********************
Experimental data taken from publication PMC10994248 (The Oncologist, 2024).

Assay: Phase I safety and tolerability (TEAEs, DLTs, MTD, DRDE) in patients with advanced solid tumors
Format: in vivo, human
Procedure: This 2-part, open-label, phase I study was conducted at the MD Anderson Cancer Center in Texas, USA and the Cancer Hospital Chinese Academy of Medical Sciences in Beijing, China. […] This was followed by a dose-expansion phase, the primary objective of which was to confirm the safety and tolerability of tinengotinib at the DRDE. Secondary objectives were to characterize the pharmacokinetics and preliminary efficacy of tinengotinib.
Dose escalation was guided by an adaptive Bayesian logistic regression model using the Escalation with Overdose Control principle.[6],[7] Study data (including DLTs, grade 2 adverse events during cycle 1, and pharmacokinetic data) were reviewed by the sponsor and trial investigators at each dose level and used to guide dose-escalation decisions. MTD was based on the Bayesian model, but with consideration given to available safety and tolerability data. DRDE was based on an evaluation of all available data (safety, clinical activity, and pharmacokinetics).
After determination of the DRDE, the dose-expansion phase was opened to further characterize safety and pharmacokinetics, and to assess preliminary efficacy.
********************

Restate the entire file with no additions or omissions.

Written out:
Experimental data taken from publication PMC10994248 (The Oncologist, 2024).

Assay: Phase I safety and tolerability (TEAEs, DLTs, MTD, DRDE) in patients with advanced solid tumors
Format: in vivo, human
Procedure: This 2-part, open-label, phase I study was conducted at the MD Anderson Cancer Center in Texas, USA and the Cancer Hospital Chinese Academy of Medical Sciences in Beijing, China. […] This was followed by a dose-expansion phase, the primary objective of which was to confirm the safety and tolerability of tinengotinib at the DRDE. Secondary objectives were to characterize the pharmacokinetics and preliminary efficacy of tinengotinib.
Dose escalation was guided by an adaptive Bayesian logistic regression model using the Escalation with Overdose Control principle.[6],[7] Study data (including DLTs, grade 2 adverse events during cycle 1, and pharmacokinetic data) were reviewed by the sponsor and trial investigators at each dose level and used to guide dose-escalation decisions. MTD was based on the Bayesian model, but with consideration given to available safety and tolerability data. DRDE was based on an evaluation of all available data (safety, clinical activity, and pharmacokinetics).
After determination of the DRDE, the dose-expansion phase was opened to further characterize safety and pharmacokinetics, and to assess preliminary efficacy.